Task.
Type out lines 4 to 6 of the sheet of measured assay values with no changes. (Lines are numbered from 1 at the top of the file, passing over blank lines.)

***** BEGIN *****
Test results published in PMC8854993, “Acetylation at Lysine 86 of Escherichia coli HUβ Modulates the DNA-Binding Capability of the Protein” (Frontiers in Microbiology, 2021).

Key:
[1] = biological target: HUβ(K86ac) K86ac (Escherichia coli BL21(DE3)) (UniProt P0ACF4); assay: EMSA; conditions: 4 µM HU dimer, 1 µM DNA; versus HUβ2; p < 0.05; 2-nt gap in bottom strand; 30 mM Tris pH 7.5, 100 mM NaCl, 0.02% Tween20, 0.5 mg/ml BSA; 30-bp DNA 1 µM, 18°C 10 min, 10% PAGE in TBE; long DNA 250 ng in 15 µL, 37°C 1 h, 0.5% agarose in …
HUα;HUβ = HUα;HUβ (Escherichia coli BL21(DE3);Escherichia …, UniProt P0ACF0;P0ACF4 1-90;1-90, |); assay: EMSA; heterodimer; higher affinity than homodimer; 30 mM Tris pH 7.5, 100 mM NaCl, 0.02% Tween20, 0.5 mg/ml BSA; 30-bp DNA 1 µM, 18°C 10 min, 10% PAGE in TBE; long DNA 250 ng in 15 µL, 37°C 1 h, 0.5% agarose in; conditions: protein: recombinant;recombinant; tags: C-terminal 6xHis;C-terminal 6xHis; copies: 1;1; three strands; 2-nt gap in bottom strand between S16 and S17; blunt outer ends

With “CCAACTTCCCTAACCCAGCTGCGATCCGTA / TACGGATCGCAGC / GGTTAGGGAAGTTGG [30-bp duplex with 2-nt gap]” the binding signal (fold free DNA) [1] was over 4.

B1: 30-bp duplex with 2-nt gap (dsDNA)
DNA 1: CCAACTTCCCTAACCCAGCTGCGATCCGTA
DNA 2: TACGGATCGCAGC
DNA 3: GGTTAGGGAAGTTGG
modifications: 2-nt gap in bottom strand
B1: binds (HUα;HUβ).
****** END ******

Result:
HUα;HUβ = HUα;HUβ (Escherichia coli BL21(DE3);Escherichia …, UniProt P0ACF0;P0ACF4 1-90;1-90, |); assay: EMSA; heterodimer; higher affinity than homodimer; 30 mM Tris pH 7.5, 100 mM NaCl, 0.02% Tween20, 0.5 mg/ml BSA; 30-bp DNA 1 µM, 18°C 10 min, 10% PAGE in TBE; long DNA 250 ng in 15 µL, 37°C 1 h, 0.5% agarose in; conditions: protein: recombinant;recombinant; tags: C-terminal 6xHis;C-terminal 6xHis; copies: 1;1; three strands; 2-nt gap in bottom strand between S16 and S17; blunt outer ends

With “CCAACTTCCCTAACCCAGCTGCGATCCGTA / TACGGATCGCAGC / GGTTAGGGAAGTTGG [30-bp duplex with 2-nt gap]” the binding signal (fold free DNA) [1] was over 4.

B1: 30-bp duplex with 2-nt gap (dsDNA)